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You may feel the need to cut costs, but don’t be caught up into thinking that donor acquisition is the place to cut back.

Donor acquisition is essential. That doesn’t change before, during, or after a recession. It doesn’t matter if your nonprofit is large or small, young or old. Unless your plan is to wither away slowly—or quickly—donor acquisition has to be a priority.

It’s also hard, and it only gets harder when people are concerned about the economy. Americans have a commendable habit of staying generous during economic downturns, but most of us aren’t looking for new nonprofits to support when we are worried about a recession. And yet, difficult as it may be to find new donors, Jeremy Beer put the question well in Fundraising When Times Are Bad: “What choice do you have?”

What choice, indeed. No matter how good your donor retention is, it won’t be 100%. Every year you are losing donors . . . some lose interest, some have fewer resources (especially during a recession), and some pass away. A few might leave you a legacy gift—but that’s a one-time windfall; those folks aren’t on the donor rolls long-term.

So every year, you need to replace the donors you lose—and if you don’t replace them, you’ll simply watch your revenue shrink, unless you make up for it by increasing the average donation amount. Overall revenue is “total number of donors” X “average giving per donor.” If the first number goes down, the second number needs to go up simply to maintain your budget.

You may be able to pull that off for a year—especially if you have a few devoted donors who are willing and able to step up when times are tough. But if you want to grow your organization over the long haul, you’ll need to grow your donor base—while still maintaining, or ideally increasing, average giving per donor.


If we are agreed that donor acquisition is essential, next we face a pressing question: how do we acquire donors?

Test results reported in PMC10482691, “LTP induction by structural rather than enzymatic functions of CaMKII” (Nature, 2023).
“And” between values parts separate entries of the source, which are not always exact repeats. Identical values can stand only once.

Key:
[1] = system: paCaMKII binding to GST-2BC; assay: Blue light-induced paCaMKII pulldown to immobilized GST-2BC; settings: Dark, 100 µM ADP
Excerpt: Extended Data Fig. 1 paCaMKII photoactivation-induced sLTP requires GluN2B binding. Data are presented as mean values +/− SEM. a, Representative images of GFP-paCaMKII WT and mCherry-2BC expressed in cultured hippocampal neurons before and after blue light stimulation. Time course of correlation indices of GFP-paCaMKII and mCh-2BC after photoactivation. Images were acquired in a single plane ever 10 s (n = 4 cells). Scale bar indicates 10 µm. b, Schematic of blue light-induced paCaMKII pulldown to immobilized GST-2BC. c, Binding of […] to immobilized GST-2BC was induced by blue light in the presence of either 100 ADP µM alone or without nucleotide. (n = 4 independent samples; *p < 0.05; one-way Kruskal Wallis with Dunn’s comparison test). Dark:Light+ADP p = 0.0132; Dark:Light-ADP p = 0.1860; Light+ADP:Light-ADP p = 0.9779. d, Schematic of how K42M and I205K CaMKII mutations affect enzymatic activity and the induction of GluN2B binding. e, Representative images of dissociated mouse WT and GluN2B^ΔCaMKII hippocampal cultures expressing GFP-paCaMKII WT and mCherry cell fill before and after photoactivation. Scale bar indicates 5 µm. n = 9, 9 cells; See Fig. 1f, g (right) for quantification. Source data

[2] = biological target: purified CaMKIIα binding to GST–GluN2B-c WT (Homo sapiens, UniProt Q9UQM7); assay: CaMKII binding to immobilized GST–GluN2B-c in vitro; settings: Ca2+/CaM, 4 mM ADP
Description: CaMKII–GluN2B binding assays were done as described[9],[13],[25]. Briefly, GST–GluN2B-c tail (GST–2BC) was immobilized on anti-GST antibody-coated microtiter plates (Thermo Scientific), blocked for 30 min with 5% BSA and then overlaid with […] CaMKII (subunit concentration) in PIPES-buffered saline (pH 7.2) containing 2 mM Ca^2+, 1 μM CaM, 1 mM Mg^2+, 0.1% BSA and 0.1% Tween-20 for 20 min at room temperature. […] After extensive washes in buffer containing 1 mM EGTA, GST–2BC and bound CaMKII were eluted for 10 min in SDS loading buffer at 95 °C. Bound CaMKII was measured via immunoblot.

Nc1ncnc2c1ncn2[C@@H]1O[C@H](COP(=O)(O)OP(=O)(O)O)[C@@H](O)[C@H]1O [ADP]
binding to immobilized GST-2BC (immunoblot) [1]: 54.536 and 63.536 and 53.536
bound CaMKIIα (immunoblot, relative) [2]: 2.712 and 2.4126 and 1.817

There are countless ways to acquire new donors . . . direct mail, digital marketing, word of mouth, individual research and outreach, events, and so on. Whatever you choose—whatever makes sense for your organization—this fact is inevitable: it costs money to acquire a donor.

Oftentimes “business-savvy” board members will balk at that fact: why are you losing money on acquiring donors?

Ironically, that very same board member will likely be familiar with “losing money” to acquire a customer, but for some reason, he thinks different rules apply for nonprofits. They don’t. Just as it costs money for Chik-Fil-A to make you a customer and for the New York Times to make you a reader, it costs your nonprofit money to make Mr. Smith a donor.

That can be a difficult reality when times are tough.

If money is tight and your mission matters, you might reasonably think that the “loss leader”—acquiring donors—is the place to cut back, to save some money.

In some cases, that makes sense in the short term. You might cut back on this or that acquisition effort for a fiscal quarter or two . . . but you can’t cut back for long, and even cutting back for a short time may have significant consequences.


In our free ebook, Fundraising When Times Are Bad, we walk through this problem in more detail. What’s the actual impact of failing to acquire donors for a year? Well, the impact is really felt later, when the donors you would have acquired in 2023 and should be maturing as donors in 2027 are missing. You can download a free copy of the ebook to see how the math works out and the sort of long-term growth you’re losing by cutting back on acquisition.